As you get closer to the cellar, the ghosts seem to become less common until you don’t really see any at all, aside from the young boy. Once you’re outside the cellar of the burned-out house, you can see light that looks like daylight peeping through an entrance that’s been haphazardly boarded up with burned pieces of timber and crumbled rocks. “Mom told me it’s safe here,” says the boy, and he walks straight through the rubble.
There is a shocked voice from inside, and you can hear the boy talking to it. If you move the rubble and go inside, you’ll see a dishevelled dwarven cleric with torn clothing and some scrapes. He looks like he was kneeling in prayer before being disturbed, and a small orb of sunlight floats at the center of the room.
The boy will smile when he sees you, emphasising that it’s safe here and his mom told him to hide. The cleric will be surprised to see you, and ask why you’re there. If you explain, he’ll sigh and say that he really thought he could save these spirits, but there’s just so many of them, and they all died so horribly…
If you ask what he means, he’ll pilfer through his bag and pull out a singed journal and throw it to you. He explains that the people were part of a rebellion that was spreading in the region, and a general was sent by the nobles to quell it. Rather than risk fighting a long and bloody civil war, with a significantly higher body count, the general made an example of the town. He lied to the residents, told them to stay inside their homes while his men guarded the outside. Told them it would be all right, so long as they complied. They killed anyone who resisted–mercifully–and those who obeyed waited while their homes were boarded up, and stacked with tinder at the front. Then the general had his men light the fires, and all the remaining inhabitants of Blandr’vist were either burned alive in the flames, or slowly cooked inside their stone homes.
The cleric shakes his head, saying he’s never encountered anything like it, and that it was so much worse than he could ever have imagined. He shivers as he finishes speaking.
Should you look at the journal, you’ll find it was written by the general responsible. At the end, he summarises that the decision was a tactical one through and through–and one which successfully quelled the rebellion at its heart. However, the author laments that he learned too late the difference between theory and practice. The screams and the smells which he heard on that day… he’ll never be able to un-see them. He doesn’t know if what he did was the right thing, and feels his soul is ultimately condemned to the hells. The journal concludes that he’ll leave the dairy in the ruins, which is where he intends to bury this terrible deed, and the rest of his life leading up to that moment.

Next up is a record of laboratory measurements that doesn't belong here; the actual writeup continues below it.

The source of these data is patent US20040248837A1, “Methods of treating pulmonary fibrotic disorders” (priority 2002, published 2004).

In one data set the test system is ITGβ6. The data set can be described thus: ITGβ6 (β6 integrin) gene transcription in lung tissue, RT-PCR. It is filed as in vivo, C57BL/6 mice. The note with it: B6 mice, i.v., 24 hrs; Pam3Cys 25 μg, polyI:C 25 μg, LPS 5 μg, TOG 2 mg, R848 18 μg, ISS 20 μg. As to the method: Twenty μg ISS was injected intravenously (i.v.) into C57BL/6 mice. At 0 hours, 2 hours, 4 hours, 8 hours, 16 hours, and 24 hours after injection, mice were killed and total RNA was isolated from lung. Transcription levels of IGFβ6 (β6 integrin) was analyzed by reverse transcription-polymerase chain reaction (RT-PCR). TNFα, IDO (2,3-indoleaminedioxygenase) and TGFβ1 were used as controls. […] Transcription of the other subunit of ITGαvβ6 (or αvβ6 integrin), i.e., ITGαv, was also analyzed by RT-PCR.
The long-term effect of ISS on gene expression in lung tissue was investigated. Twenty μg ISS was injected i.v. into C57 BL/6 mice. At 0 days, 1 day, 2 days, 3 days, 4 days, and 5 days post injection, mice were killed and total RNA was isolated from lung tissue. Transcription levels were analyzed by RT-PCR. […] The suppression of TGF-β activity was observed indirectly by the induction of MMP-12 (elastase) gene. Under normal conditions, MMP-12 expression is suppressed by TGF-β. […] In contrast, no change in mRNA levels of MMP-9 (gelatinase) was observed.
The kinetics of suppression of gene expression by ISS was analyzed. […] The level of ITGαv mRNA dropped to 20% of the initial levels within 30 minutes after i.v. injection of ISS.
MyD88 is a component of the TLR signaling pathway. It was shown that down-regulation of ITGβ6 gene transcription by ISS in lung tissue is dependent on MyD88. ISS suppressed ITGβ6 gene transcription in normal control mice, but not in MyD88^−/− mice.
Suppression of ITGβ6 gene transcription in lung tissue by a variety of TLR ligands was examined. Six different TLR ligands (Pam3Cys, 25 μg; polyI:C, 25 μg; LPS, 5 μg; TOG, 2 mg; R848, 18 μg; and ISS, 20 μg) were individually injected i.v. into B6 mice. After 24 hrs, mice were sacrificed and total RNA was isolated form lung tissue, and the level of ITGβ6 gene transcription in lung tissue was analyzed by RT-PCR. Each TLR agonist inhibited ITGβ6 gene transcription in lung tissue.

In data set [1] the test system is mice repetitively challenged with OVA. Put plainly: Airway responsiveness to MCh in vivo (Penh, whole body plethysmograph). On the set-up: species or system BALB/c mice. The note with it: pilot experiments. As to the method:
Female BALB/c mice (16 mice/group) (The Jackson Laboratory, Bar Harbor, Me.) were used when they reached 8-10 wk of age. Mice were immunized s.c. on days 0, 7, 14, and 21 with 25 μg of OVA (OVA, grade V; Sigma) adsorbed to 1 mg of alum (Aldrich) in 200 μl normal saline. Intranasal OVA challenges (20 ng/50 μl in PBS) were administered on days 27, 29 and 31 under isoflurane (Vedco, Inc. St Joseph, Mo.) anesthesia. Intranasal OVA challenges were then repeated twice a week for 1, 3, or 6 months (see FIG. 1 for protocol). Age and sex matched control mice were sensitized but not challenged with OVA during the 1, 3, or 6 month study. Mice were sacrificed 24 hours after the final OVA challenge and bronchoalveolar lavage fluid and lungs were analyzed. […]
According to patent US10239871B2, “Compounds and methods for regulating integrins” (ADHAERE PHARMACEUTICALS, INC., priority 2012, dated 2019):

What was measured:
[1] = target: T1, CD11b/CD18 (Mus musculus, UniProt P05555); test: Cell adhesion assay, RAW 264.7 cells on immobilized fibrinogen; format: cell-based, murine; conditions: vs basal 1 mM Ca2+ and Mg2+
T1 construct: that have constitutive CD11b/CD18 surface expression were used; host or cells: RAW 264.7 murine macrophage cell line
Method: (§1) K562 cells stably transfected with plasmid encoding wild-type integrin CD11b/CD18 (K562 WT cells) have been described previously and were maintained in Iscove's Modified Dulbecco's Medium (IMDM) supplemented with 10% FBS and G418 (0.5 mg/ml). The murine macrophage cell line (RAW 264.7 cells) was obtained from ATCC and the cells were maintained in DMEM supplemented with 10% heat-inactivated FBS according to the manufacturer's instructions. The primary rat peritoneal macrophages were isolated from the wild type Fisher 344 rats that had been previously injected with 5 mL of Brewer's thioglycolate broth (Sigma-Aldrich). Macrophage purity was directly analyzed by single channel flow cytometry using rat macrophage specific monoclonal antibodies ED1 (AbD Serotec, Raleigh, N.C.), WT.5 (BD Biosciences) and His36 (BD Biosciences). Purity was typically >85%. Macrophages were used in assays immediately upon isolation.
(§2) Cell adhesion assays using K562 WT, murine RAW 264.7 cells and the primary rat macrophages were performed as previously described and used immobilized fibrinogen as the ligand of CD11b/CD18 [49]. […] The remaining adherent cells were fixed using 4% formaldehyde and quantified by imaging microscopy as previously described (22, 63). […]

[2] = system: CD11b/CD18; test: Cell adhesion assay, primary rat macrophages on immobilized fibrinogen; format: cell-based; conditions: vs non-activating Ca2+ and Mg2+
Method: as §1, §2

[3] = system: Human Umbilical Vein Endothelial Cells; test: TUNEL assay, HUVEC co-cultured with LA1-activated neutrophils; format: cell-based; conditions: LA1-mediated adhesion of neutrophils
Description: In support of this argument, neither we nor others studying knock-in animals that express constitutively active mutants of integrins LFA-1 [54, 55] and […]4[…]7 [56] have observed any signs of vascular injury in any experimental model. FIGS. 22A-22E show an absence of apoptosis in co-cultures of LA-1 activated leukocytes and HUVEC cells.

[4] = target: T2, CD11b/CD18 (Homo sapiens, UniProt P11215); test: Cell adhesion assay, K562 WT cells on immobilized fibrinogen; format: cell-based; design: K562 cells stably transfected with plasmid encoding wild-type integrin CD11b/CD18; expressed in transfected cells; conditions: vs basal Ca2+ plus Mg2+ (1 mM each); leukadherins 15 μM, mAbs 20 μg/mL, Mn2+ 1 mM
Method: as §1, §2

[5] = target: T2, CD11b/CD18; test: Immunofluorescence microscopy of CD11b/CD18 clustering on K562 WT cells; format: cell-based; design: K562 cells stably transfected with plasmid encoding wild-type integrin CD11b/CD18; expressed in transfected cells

If you ask whether or not the cleric achieved his goal of moving the ghosts of Modek’s family on, he’ll shake his head sadly, and say that there’s so many ghosts and wrenched souls here he can’t possibly tell them apart. The only semi-lucid ghost he’s met is that little boy, and he hasn’t helped the child move on because he saved his life and he might need him to get out.
Should you ask if there’s any other way to help the ghosts in the village to move on, as Modek wanted, the cleric will stroke his braided beard thoughtfully. Then he’ll say that many of the ghosts are so far gone that it’s hard to even reason with them, let alone discover what their unfinished business is–or help them solve it. And he suspects that, even if one were to successfully communicate with the ghosts about what happened, resolving the unfinished business of so many could take years.
The likeliest chance of survival, amidst so much hatred and fear, is to flee and hope you make it out alive, says the cleric. However, he cannot bring himself to leave when there are so many tortured souls here. He has prayed for guidance from his god, and the only way he can leave this place with a clean conscience is to do his best to force the spirits to move on, through channeling divinity. If you would help him in this, by distracting the ghosts so he only has to handle one or two of them at a time, it would make his survival more likely.
If you do not wish to help him, he understands. He would prefer to stay and do this regardless, as he feels it is a holy calling and knows that–should he be slain–he will find himself in the arms of his god.
Should you help him, the cleric will thank you and lead you out into the fray. As he does so, the light he was creating disappears, and the cleric explains that he cannot focus on keeping the light aglow while forcing the ghosts into the next life.
The strange noises, whispering voices, and echoing sobs get louder as you leave the cellar. However, as you do, the child ghost begins to panic. He says that it’s not safe out there, and his mom told him to stay inside and hide. If you point out that the child was running about when you got there, the boy will look down in shame and say that he was trying to find his mom, to make sure she’s alright. She was meant to come back, and she still hasn’t.